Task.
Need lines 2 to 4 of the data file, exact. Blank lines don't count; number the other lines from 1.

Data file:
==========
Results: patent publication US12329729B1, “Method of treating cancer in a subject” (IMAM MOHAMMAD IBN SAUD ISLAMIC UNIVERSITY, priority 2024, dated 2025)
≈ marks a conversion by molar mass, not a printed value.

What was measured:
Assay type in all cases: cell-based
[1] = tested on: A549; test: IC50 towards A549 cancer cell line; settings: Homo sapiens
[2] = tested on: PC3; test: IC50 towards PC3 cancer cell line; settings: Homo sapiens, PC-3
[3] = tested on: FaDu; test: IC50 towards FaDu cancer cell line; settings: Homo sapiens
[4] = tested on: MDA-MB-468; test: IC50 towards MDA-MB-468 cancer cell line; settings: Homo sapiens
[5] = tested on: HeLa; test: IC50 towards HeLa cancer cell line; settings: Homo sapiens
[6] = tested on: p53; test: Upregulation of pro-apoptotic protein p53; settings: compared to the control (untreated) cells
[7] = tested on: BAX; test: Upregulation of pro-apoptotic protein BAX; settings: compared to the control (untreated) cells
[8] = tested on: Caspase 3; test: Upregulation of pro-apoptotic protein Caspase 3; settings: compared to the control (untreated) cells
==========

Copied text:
≈ marks a conversion by molar mass, not a printed value.

What was measured:
Assay type in all cases: cell-based